Google's DeepMind division has had considerable success competing against and crushing human competitors in Starcraft II. The DeepMind AlphaStar artificial intelligence (AI) trounced Grzegorz "MaNa" Komincz of Team Liquid back in January 5-0 in a professional match on a competitive ladder.
However, in that matchup, MaNa knew that he was going up against AI ahead of time, so there were no surprises. Google will now enter its AlphaStar into a Starcraft II European competitive ladder in the near future where it will essentially be going undercover to battle against human opponents.
"For scientific test purposes, DeepMind will be benchmarking AlphaStar’s performance by playing anonymously during a series of blind trial matches," reads a blog on Blizzard's official Starcraft II site. "This means the StarCraft community will not know which matches AlphaStar is playing, to help ensure that all games are played under the same conditions."
These stipulations have been put in place in an effort to ensure that players don't try to adjust strategies to counter AlphaStar. Instead, Starcraft II players will simply think that are playing against a [very good] human competitor.
"Having AlphaStar play anonymously helps ensure that it is a controlled test, so that the experimental versions of the agent experience gameplay as close to a normal 1v1 ladder match as possible," writes Blizzard in a FAQ on the upcoming blind test. "It also helps ensure all games are played under the same conditions from match to match."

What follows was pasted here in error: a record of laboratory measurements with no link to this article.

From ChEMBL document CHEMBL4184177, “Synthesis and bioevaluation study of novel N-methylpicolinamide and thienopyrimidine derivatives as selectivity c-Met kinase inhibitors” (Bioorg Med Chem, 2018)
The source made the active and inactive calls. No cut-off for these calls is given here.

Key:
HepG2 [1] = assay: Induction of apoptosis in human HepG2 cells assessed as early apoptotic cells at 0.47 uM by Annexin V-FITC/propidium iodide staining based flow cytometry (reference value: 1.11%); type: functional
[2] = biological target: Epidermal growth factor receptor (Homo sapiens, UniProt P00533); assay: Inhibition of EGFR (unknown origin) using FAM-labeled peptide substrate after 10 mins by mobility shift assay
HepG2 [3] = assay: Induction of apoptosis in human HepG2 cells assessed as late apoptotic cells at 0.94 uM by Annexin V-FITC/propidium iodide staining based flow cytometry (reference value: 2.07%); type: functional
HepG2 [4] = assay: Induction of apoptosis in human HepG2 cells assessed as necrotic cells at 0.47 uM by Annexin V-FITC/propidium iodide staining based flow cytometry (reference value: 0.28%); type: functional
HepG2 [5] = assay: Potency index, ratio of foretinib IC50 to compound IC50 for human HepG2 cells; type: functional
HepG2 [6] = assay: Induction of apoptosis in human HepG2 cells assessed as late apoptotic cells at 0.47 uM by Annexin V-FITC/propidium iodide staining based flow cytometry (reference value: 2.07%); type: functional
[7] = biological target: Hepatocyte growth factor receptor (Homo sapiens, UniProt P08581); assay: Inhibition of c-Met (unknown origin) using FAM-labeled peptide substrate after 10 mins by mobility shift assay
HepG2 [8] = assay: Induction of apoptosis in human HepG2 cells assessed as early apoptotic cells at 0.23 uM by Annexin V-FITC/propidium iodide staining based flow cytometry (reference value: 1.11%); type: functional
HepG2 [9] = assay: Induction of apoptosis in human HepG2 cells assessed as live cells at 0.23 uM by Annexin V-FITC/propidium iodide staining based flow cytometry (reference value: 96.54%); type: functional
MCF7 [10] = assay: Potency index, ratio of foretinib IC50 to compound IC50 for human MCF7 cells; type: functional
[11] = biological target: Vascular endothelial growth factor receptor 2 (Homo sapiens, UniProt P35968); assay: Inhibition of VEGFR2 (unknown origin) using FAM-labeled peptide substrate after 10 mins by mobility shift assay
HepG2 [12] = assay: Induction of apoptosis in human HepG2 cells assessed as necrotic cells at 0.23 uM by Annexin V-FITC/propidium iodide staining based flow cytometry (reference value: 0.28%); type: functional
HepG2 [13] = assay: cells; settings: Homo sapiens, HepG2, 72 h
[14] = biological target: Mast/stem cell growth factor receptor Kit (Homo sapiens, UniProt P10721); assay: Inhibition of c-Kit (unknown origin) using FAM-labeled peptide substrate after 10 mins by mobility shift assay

There's no guarantee that you will be placed in a ladder to compete against AlphaStar, and only a "small number of games" will be played in total. During the trial, Blizzard says that there will be "a number of experimental versions of AlphaStar" deployed to help bolster the amount of data obtained to improve the system in the future.
As in previous competitions, AlphaStar will have certain restrictions put in place so that is can't see the entire map ahead of time. AlphaStar already has the ability to react to on-screen situations much faster than humans, and giving it access to the entire map at once would further stack the odds in its favor.
After the matches are complete, Blizzard says that Google will use the data obtained to enhance "ongoing research into artificial intelligence" and that a peer-reviewed scientific paper will be released in addition to match replays.